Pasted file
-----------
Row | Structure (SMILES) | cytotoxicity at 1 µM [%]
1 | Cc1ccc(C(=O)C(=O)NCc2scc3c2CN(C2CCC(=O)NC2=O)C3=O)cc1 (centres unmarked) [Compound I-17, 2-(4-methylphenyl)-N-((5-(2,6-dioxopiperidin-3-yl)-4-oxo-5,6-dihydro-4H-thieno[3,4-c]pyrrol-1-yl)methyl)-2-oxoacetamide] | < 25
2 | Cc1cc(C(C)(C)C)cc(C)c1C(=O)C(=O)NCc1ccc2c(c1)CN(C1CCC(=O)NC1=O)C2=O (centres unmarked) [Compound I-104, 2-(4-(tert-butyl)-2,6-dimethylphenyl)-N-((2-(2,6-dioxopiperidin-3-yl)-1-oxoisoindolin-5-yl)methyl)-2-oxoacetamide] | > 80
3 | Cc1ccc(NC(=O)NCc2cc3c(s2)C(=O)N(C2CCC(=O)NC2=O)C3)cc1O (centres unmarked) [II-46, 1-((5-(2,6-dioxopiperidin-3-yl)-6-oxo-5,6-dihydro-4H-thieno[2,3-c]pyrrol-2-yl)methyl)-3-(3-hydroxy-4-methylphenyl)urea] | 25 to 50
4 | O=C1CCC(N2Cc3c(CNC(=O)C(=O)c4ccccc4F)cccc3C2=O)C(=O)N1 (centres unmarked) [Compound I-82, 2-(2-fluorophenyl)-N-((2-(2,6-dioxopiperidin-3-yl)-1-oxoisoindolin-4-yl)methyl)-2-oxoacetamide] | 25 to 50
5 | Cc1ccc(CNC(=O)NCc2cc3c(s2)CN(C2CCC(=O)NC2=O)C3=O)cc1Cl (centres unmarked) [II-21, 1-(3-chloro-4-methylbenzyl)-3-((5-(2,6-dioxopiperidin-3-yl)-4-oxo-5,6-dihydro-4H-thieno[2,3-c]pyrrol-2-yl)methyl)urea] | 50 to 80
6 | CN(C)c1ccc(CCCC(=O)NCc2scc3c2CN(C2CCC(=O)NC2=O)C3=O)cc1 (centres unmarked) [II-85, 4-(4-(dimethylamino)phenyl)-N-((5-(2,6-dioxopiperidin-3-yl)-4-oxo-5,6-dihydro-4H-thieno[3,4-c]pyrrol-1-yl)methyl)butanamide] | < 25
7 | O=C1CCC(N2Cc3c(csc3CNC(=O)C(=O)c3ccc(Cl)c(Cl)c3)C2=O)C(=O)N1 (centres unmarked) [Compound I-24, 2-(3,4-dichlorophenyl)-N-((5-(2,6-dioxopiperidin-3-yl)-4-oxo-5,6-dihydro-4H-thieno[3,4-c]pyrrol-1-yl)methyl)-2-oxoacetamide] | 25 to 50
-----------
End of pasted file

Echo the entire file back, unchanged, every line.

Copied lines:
Row | Structure (SMILES) | cytotoxicity at 1 µM [%]
1 | Cc1ccc(C(=O)C(=O)NCc2scc3c2CN(C2CCC(=O)NC2=O)C3=O)cc1 (centres unmarked) [Compound I-17, 2-(4-methylphenyl)-N-((5-(2,6-dioxopiperidin-3-yl)-4-oxo-5,6-dihydro-4H-thieno[3,4-c]pyrrol-1-yl)methyl)-2-oxoacetamide] | < 25
2 | Cc1cc(C(C)(C)C)cc(C)c1C(=O)C(=O)NCc1ccc2c(c1)CN(C1CCC(=O)NC1=O)C2=O (centres unmarked) [Compound I-104, 2-(4-(tert-butyl)-2,6-dimethylphenyl)-N-((2-(2,6-dioxopiperidin-3-yl)-1-oxoisoindolin-5-yl)methyl)-2-oxoacetamide] | > 80
3 | Cc1ccc(NC(=O)NCc2cc3c(s2)C(=O)N(C2CCC(=O)NC2=O)C3)cc1O (centres unmarked) [II-46, 1-((5-(2,6-dioxopiperidin-3-yl)-6-oxo-5,6-dihydro-4H-thieno[2,3-c]pyrrol-2-yl)methyl)-3-(3-hydroxy-4-methylphenyl)urea] | 25 to 50
4 | O=C1CCC(N2Cc3c(CNC(=O)C(=O)c4ccccc4F)cccc3C2=O)C(=O)N1 (centres unmarked) [Compound I-82, 2-(2-fluorophenyl)-N-((2-(2,6-dioxopiperidin-3-yl)-1-oxoisoindolin-4-yl)methyl)-2-oxoacetamide] | 25 to 50
5 | Cc1ccc(CNC(=O)NCc2cc3c(s2)CN(C2CCC(=O)NC2=O)C3=O)cc1Cl (centres unmarked) [II-21, 1-(3-chloro-4-methylbenzyl)-3-((5-(2,6-dioxopiperidin-3-yl)-4-oxo-5,6-dihydro-4H-thieno[2,3-c]pyrrol-2-yl)methyl)urea] | 50 to 80
6 | CN(C)c1ccc(CCCC(=O)NCc2scc3c2CN(C2CCC(=O)NC2=O)C3=O)cc1 (centres unmarked) [II-85, 4-(4-(dimethylamino)phenyl)-N-((5-(2,6-dioxopiperidin-3-yl)-4-oxo-5,6-dihydro-4H-thieno[3,4-c]pyrrol-1-yl)methyl)butanamide] | < 25
7 | O=C1CCC(N2Cc3c(csc3CNC(=O)C(=O)c3ccc(Cl)c(Cl)c3)C2=O)C(=O)N1 (centres unmarked) [Compound I-24, 2-(3,4-dichlorophenyl)-N-((5-(2,6-dioxopiperidin-3-yl)-4-oxo-5,6-dihydro-4H-thieno[3,4-c]pyrrol-1-yl)methyl)-2-oxoacetamide] | 25 to 50